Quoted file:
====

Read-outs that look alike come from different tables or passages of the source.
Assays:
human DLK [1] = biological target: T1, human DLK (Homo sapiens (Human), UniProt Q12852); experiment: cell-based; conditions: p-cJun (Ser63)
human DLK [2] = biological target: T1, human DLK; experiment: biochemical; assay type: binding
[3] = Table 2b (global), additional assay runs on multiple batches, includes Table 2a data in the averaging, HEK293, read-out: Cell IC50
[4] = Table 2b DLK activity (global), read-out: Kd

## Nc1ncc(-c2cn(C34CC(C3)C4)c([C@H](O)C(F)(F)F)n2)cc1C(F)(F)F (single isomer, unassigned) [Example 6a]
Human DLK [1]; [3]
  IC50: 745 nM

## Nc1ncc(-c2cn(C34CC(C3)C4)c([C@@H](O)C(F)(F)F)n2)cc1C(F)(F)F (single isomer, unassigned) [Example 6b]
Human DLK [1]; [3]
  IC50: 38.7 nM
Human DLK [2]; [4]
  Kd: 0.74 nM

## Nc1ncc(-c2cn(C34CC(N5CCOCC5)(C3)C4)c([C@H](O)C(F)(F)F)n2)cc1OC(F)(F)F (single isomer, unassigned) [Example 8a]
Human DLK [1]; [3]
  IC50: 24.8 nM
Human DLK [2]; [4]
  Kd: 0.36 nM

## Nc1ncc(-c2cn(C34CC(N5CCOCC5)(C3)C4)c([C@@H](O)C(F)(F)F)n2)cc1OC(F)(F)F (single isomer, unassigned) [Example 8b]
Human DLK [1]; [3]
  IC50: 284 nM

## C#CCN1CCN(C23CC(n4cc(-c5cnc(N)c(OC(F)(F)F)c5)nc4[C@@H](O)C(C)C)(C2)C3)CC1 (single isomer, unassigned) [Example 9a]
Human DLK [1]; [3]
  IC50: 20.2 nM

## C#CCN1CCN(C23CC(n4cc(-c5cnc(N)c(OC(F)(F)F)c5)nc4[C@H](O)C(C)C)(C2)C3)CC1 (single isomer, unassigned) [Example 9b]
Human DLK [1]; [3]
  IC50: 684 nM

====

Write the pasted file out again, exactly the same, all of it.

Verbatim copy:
Read-outs that look alike come from different tables or passages of the source.
Assays:
human DLK [1] = biological target: T1, human DLK (Homo sapiens (Human), UniProt Q12852); experiment: cell-based; conditions: p-cJun (Ser63)
human DLK [2] = biological target: T1, human DLK; experiment: biochemical; assay type: binding
[3] = Table 2b (global), additional assay runs on multiple batches, includes Table 2a data in the averaging, HEK293, read-out: Cell IC50
[4] = Table 2b DLK activity (global), read-out: Kd

## Nc1ncc(-c2cn(C34CC(C3)C4)c([C@H](O)C(F)(F)F)n2)cc1C(F)(F)F (single isomer, unassigned) [Example 6a]
Human DLK [1]; [3]
  IC50: 745 nM

## Nc1ncc(-c2cn(C34CC(C3)C4)c([C@@H](O)C(F)(F)F)n2)cc1C(F)(F)F (single isomer, unassigned) [Example 6b]
Human DLK [1]; [3]
  IC50: 38.7 nM
Human DLK [2]; [4]
  Kd: 0.74 nM

## Nc1ncc(-c2cn(C34CC(N5CCOCC5)(C3)C4)c([C@H](O)C(F)(F)F)n2)cc1OC(F)(F)F (single isomer, unassigned) [Example 8a]
Human DLK [1]; [3]
  IC50: 24.8 nM
Human DLK [2]; [4]
  Kd: 0.36 nM

## Nc1ncc(-c2cn(C34CC(N5CCOCC5)(C3)C4)c([C@@H](O)C(F)(F)F)n2)cc1OC(F)(F)F (single isomer, unassigned) [Example 8b]
Human DLK [1]; [3]
  IC50: 284 nM

## C#CCN1CCN(C23CC(n4cc(-c5cnc(N)c(OC(F)(F)F)c5)nc4[C@@H](O)C(C)C)(C2)C3)CC1 (single isomer, unassigned) [Example 9a]
Human DLK [1]; [3]
  IC50: 20.2 nM

## C#CCN1CCN(C23CC(n4cc(-c5cnc(N)c(OC(F)(F)F)c5)nc4[C@H](O)C(C)C)(C2)C3)CC1 (single isomer, unassigned) [Example 9b]
Human DLK [1]; [3]
  IC50: 684 nM